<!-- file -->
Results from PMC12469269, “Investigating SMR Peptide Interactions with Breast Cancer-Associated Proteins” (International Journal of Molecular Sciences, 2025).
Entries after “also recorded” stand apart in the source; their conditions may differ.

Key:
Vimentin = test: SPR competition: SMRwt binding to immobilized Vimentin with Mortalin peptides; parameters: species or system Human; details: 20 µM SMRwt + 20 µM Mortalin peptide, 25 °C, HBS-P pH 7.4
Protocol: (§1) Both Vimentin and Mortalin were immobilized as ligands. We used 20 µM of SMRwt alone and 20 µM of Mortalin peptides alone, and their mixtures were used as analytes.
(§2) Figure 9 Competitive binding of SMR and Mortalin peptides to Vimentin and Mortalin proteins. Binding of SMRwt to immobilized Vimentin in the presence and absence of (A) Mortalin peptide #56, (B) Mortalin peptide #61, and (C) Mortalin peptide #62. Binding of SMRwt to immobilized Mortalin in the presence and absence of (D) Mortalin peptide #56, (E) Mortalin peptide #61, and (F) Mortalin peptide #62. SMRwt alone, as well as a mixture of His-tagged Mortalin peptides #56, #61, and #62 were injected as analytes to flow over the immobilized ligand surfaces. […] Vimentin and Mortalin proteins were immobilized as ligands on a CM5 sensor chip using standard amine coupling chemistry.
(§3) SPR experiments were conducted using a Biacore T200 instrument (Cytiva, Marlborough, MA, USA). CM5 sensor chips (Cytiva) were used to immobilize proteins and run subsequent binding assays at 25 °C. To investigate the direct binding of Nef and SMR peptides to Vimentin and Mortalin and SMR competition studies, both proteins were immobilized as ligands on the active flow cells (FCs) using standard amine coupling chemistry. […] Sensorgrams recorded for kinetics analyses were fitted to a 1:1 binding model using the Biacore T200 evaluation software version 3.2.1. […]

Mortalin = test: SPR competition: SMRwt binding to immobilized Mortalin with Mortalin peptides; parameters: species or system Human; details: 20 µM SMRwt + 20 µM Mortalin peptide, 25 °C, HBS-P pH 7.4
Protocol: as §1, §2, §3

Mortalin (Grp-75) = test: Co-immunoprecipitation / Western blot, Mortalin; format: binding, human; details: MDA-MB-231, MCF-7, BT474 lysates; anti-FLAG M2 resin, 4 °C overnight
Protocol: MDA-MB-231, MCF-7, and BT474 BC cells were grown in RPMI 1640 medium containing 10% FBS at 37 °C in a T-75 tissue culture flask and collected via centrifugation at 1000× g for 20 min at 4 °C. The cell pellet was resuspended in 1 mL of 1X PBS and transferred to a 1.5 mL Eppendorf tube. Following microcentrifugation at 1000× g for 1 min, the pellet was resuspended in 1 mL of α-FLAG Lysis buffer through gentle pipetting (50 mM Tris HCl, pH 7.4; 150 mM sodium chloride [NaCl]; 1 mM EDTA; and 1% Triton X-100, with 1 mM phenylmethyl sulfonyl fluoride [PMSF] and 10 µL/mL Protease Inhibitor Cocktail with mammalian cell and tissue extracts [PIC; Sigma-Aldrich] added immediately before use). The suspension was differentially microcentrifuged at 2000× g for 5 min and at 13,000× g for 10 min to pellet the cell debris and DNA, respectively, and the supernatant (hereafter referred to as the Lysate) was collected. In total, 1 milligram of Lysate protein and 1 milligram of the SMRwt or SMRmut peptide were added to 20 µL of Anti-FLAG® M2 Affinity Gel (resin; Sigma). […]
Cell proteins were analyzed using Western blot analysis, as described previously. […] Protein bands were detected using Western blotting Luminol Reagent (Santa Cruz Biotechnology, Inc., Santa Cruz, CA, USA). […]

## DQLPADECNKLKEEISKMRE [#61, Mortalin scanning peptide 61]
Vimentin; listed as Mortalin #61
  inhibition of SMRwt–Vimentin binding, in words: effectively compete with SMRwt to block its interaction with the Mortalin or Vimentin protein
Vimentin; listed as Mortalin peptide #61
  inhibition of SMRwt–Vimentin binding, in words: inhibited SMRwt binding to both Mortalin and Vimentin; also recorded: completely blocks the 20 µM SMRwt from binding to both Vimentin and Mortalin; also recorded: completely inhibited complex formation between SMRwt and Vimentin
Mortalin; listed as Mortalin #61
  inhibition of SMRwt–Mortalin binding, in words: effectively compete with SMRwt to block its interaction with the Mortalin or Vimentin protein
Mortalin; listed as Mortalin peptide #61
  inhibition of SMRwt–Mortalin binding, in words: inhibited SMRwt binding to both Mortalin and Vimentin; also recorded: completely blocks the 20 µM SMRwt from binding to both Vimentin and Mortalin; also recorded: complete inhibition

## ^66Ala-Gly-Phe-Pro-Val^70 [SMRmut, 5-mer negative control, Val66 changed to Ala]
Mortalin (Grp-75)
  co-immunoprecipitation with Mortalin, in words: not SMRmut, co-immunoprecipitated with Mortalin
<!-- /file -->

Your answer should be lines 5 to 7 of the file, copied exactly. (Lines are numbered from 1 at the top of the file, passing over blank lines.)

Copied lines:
Protocol: (§1) Both Vimentin and Mortalin were immobilized as ligands. We used 20 µM of SMRwt alone and 20 µM of Mortalin peptides alone, and their mixtures were used as analytes.
(§2) Figure 9 Competitive binding of SMR and Mortalin peptides to Vimentin and Mortalin proteins. Binding of SMRwt to immobilized Vimentin in the presence and absence of (A) Mortalin peptide #56, (B) Mortalin peptide #61, and (C) Mortalin peptide #62. Binding of SMRwt to immobilized Mortalin in the presence and absence of (D) Mortalin peptide #56, (E) Mortalin peptide #61, and (F) Mortalin peptide #62. SMRwt alone, as well as a mixture of His-tagged Mortalin peptides #56, #61, and #62 were injected as analytes to flow over the immobilized ligand surfaces. […] Vimentin and Mortalin proteins were immobilized as ligands on a CM5 sensor chip using standard amine coupling chemistry.
(§3) SPR experiments were conducted using a Biacore T200 instrument (Cytiva, Marlborough, MA, USA). CM5 sensor chips (Cytiva) were used to immobilize proteins and run subsequent binding assays at 25 °C. To investigate the direct binding of Nef and SMR peptides to Vimentin and Mortalin and SMR competition studies, both proteins were immobilized as ligands on the active flow cells (FCs) using standard amine coupling chemistry. […] Sensorgrams recorded for kinetics analyses were fitted to a 1:1 binding model using the Biacore T200 evaluation software version 3.2.1. […]